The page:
Henrik Zetterberg., University of Gothenburg, Sweden, wondered about the mechanism of the immediate p-tau changes in acute TBI, as phosphorylation is usually thought to occur over longer periods. “We need to understand the mechanisms of this rapid increase,” Zetterberg said. He proposed, and Wang agreed, that a breach of the blood-brain barrier likely releases p-tau already lingering in the central nervous system. Wang believes rapid phosphorylation might also be taking place.
Zetterberg advised that the results be replicated, especially since the control samples came from a commercial source and could have been obtained and processed by different methods. The authors, too, note this limitation. Future TRACK-TBI studies will use controls recruited from the families and friends of study participants, Wang said
Other researchers are examining whether plasma tau can forecast a person’s progression to MCI or dementia, or their general cognitive decline. When Zetterberg and colleagues recently probed this question in data from the Alzheimer’s Disease Neuroimaging Initiative (ADNI) and the Biomarkers for Identifying Neurodegenerative Disorders Early and Reliably (BioFINDER) study at Lund University, Sweden, they found that total tau in blood only weakly correlated with worse cognition, CSF markers, and AD dementia (Mattson et al,. 2016).
Mielke and colleagues examined the relationship in 458 participants from the Mayo Clinic Study on Aging (MCSA) between the ages of 56 and 95. They were either cognitively normal or mildly impaired at baseline, and were followed every 15 months for up to 45 months. All gave blood, took cognitive tests, and underwent a positron emission tomography scan with Pittsburgh compound B (PiB-PET) to detect brain amyloid at baseline. The researchers used the bead-based Simoa assay to measure t-tau in the plasma.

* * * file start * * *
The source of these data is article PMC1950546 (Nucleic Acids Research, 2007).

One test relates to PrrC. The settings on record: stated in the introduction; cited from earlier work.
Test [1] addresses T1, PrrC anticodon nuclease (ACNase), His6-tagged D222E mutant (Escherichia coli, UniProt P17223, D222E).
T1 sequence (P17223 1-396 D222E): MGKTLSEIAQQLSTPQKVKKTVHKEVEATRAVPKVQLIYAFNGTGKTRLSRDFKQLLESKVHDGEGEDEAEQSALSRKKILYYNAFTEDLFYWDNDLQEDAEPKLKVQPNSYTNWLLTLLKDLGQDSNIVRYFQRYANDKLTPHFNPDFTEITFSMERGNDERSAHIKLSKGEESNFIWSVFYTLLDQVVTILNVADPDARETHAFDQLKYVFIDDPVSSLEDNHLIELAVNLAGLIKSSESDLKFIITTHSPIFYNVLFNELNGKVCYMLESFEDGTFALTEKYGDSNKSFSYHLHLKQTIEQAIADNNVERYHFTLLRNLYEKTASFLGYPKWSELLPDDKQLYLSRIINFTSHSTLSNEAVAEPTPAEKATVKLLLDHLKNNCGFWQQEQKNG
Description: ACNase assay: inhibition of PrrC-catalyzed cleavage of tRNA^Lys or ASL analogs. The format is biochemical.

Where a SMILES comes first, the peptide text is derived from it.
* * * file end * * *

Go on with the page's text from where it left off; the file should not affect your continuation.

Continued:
During follow-up, 67 of 335 cognitively normal people developed MCI. Those in the highest and middle tertiles of plasma t-tau were likelier to progress than those in the lowest. Over that same period, 28 of 123 people with MCI progressed to dementia, however, t-tau did not predict who would.
Tau correlated with cognitive decline in the sense that higher plasma levels in both the cognitively normal and MCI groups predicted steeper drops in global cognition, memory, attention, and visuospatial ability over three years. If Mielke and colleagues restricted their analysis to 15 months, similar to the length of a clinical trial, plasma t-tau predicted worsening global cognition and visuospatial ability in people with MCI. Thus, over a shorter period, t-tau may be able to predict whose MCI will progress fastest, the authors wrote.
Surprisingly, any influence of t-tau on progression or cognitive decline remained independent of Aβ levels measured by PiB-PET. Dage said he would have expected those with a combination of high amyloid and t-tau to decline fastest.
“These findings suggest that non-AD causes of MCI are mediating the association between plasma total tau and MCI,” said Suzanne Schindler, Washington University School of Medicine in St. Louis, who was not involved in the study. “It looks like plasma total tau is not a good biomarker of AD brain pathology.” She pointed out that only 58 percent of MCI patients in this study tested positive for amyloid, implying that the other 42 percent had a disease other than AD.
Rahul Desikan, University of California, San Francisco, cautioned that it is difficult to draw conclusions from this study because the Mayo cohort is population-based and has a slow rate of conversion, therefore the study may have too little power to detect effects, especially in 15 months. He also wondered what the authors would have seen if they had measured p-tau in the blood.